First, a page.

Case Damage From ATAS Skid Plate - Honda CRF1000L Africa Twin Forum
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  • 1 Post By Tuono07
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post #1 of 7 (permalink) Old 07-15-2019, 01:13 PM Thread Starter
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Case Damage From ATAS Skid Plate

On the 12th and 13th I attended adventure off-road training with Bret Tkacs from PSSOR, a course I would highly recommend for those with the time to attend. Of the 14 bikes there we had one additional ATAS besides my own. At the end of the first day we noticed some oil dripping from the other one, and at lunch the 2nd day the skid-plate was pulled to see if the oil filter might be lose. Imagine everyone's surprise to see a hairline crack in the left side of the case about 2-3 mm in from the edge, and that with a visually undamaged plate. Further inspection revealed that evidently they had been an impact to the left edge the was somewhat directed laterally, and the plate had apparently "flexed" inward and upward before springing back out, and the plate had functioned like a cleaver on the rounded portion of the case and cracked it.

So, warning to all, and a request from me wondering what plates others who are using Heed Bunkers might be using, as I will be changing my skid-plate out. Freak occurrence? Maybe, but I don't wish to be number 2. Clearly a design flaw from Honda when the bash plate itself can be the instrument of damage.

GL1800A, KLR 650, ATAS, 1972 CT2 Cessna Skylane
Fly low, fly high, but fly!
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post #2 of 7 (permalink) Old 07-15-2019, 02:33 PM
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Wow, I had planned on leaving the stock skid plate on for awhile but may change my mind now.
I'm also running the Heed bars and wonder which plate will work.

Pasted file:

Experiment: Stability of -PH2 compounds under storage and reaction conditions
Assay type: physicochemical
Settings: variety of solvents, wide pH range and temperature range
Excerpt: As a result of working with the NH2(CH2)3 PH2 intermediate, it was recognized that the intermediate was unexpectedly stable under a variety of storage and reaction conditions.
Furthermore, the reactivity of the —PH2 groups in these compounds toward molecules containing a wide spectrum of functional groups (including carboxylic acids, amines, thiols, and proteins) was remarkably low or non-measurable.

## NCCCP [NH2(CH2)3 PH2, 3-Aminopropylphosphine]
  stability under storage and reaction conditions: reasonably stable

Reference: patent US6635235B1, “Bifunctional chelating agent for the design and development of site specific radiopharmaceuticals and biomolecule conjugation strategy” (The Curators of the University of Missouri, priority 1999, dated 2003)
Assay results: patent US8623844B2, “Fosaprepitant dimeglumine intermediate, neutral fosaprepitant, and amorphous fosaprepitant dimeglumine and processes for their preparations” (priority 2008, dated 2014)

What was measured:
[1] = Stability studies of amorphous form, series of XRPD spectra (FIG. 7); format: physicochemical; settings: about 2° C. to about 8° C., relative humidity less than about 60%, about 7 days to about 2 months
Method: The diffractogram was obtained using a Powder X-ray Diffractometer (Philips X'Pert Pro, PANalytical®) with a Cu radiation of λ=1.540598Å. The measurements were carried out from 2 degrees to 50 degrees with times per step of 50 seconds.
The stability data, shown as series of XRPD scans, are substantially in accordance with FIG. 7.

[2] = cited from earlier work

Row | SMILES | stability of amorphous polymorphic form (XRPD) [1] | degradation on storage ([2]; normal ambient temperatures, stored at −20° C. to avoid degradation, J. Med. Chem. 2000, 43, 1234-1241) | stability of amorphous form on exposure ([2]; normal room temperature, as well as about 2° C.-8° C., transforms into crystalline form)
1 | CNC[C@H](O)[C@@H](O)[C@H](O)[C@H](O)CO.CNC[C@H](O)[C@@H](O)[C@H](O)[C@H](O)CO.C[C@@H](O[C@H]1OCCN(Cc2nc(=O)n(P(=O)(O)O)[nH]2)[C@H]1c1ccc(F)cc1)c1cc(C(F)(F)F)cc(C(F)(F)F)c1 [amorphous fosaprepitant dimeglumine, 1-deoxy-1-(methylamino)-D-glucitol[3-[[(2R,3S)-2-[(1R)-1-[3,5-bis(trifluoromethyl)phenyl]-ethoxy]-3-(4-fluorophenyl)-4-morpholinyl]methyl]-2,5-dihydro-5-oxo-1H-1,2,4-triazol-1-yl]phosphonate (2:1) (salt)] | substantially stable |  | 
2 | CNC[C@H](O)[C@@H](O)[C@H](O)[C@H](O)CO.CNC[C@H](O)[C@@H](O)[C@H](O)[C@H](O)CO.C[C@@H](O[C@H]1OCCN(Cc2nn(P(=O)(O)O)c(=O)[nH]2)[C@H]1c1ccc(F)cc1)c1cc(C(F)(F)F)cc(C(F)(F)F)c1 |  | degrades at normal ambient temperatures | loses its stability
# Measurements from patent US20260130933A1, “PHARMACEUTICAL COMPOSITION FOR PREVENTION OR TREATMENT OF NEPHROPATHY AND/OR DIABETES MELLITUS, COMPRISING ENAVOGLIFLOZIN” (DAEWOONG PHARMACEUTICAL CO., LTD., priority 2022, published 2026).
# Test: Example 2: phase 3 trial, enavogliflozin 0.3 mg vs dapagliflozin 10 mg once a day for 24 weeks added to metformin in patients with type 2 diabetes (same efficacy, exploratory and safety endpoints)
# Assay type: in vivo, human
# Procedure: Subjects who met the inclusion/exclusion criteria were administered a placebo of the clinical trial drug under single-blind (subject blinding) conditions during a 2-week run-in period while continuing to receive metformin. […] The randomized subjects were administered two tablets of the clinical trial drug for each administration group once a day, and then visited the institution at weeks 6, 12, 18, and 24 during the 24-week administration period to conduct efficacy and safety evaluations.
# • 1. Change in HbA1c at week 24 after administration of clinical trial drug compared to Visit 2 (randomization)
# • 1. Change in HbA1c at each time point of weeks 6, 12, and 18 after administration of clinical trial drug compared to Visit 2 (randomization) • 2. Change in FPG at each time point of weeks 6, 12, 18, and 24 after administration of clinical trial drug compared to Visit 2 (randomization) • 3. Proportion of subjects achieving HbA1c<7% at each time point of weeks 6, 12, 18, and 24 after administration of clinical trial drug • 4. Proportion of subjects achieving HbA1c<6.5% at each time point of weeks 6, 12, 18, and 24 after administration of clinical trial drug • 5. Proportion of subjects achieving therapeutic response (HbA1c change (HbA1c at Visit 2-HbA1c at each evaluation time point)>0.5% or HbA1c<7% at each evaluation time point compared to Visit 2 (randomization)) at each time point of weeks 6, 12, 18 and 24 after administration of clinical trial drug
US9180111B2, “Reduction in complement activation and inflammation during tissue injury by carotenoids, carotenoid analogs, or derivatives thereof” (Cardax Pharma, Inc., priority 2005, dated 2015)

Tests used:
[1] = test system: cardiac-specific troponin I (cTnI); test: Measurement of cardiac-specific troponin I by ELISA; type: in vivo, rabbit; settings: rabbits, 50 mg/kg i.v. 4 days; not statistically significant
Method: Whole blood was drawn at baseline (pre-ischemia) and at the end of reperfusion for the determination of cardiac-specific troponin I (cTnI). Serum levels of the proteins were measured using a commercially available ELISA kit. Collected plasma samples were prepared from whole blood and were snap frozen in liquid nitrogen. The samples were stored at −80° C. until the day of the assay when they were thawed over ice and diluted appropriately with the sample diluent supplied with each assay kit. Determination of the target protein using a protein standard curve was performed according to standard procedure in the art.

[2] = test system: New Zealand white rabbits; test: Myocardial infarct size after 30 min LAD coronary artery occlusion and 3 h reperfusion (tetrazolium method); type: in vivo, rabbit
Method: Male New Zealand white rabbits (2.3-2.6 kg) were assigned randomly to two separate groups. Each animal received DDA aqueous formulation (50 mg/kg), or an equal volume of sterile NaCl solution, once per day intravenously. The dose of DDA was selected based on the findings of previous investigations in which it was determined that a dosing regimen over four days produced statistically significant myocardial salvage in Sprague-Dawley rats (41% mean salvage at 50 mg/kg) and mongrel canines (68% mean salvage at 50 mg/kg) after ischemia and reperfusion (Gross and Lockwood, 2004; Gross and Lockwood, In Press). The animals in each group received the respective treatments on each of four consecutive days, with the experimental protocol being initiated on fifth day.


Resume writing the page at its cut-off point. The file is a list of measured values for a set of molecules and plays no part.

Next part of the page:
BTW The heed bars held up well this past weekend when my buddies KTM 1290 fell over and knocked my AT over!!
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post #3 of 7 (permalink) Old 07-15-2019, 02:39 PM
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My Heed bars also did the job when my AT fell over last week.

What caught me out was stopping on a tarmac road with a steep camber and a bit of an unseen dip where I planted my foot. I had just filled the fuel tank up and hadn't appreciated how small the lean angle has to be on a tall adventure bike full of fuel, to be very heavy indeed. As there was nobody about I lifted it back up on my own. So the lesson for me was really focus on where you pull up, be wary if the fuel tank is full. I also learned that you can pick up an AT on your own, if there is no other option.

Thank you Heed!

Last edited by RayCollington; 07-15-2019 at 02:45 PM.
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post #4 of 7 (permalink) Old 07-15-2019, 05:39 PM Thread Starter
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After I destroyed my upper back on Easter trying to pick mine up, I picked up an Eastbound Lift. https://www.eastbound.org/ I hate to carry the extra weight, but it does work.
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GL1800A, KLR 650, ATAS, 1972 CT2 Cessna Skylane
Fly low, fly high, but fly!
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post #5 of 7 (permalink) Old 07-15-2019, 06:28 PM
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Quote:
Originally Posted by VFMoore View Post
After I destroyed my upper back on Easter trying to pick mine up, I picked up an Eastbound Lift. https://www.eastbound.org/ I hate to carry the extra weight, but it does work.


That's actually pretty cool, I may have to try and rig one up.
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post #6 of 7 (permalink) Old 07-17-2019, 07:09 AM
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Having looked at this pole and ratchet strap arrangement I think some sections of plumbing pipe and a ratchet strap could form the basis of a homemade solution. It won't be as easy as I have implied but I will give it a go and see what we end up with.
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post #7 of 7 (permalink) Old 07-18-2019, 07:17 PM Thread Starter
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I will be interested to see pictures posted.

GL1800A, KLR 650, ATAS, 1972 CT2 Cessna Skylane
Fly low, fly high, but fly!
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